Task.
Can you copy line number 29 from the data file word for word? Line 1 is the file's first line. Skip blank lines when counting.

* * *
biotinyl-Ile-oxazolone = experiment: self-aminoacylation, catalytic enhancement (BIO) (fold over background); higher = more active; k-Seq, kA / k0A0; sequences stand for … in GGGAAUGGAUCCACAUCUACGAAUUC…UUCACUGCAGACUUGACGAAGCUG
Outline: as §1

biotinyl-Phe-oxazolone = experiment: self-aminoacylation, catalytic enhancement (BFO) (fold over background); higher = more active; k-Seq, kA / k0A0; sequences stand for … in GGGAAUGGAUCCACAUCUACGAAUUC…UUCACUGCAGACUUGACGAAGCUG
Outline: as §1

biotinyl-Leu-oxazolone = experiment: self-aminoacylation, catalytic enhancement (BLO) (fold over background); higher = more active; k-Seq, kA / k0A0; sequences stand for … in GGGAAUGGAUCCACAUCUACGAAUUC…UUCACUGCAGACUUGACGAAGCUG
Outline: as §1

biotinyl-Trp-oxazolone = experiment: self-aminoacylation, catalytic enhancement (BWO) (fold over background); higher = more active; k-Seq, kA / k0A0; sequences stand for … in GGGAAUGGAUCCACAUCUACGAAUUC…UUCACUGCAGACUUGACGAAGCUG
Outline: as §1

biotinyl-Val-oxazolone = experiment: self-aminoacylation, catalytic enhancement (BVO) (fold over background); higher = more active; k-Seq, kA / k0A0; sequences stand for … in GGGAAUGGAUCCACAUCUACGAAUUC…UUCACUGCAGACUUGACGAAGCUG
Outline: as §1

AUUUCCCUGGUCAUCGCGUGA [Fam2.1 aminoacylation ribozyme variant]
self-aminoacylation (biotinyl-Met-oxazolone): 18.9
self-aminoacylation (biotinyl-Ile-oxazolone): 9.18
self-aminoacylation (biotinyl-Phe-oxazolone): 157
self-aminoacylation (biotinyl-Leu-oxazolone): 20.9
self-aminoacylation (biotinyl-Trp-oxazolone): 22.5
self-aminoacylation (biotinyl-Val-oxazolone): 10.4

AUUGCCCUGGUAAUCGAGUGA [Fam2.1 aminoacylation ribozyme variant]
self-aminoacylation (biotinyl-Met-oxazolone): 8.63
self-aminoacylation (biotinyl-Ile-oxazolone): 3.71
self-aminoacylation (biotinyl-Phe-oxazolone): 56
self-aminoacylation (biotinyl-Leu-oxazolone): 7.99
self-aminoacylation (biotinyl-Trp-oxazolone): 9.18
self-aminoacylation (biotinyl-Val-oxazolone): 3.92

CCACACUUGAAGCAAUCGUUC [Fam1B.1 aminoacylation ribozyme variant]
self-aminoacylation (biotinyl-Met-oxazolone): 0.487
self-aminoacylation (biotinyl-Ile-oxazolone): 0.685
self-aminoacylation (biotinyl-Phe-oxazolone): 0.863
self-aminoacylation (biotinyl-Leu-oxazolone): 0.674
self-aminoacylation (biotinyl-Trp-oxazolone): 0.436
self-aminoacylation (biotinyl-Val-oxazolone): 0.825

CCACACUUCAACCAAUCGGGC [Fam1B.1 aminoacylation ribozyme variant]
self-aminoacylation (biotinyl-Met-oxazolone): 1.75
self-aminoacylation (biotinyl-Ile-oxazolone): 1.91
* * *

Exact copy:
self-aminoacylation (biotinyl-Leu-oxazolone): 0.674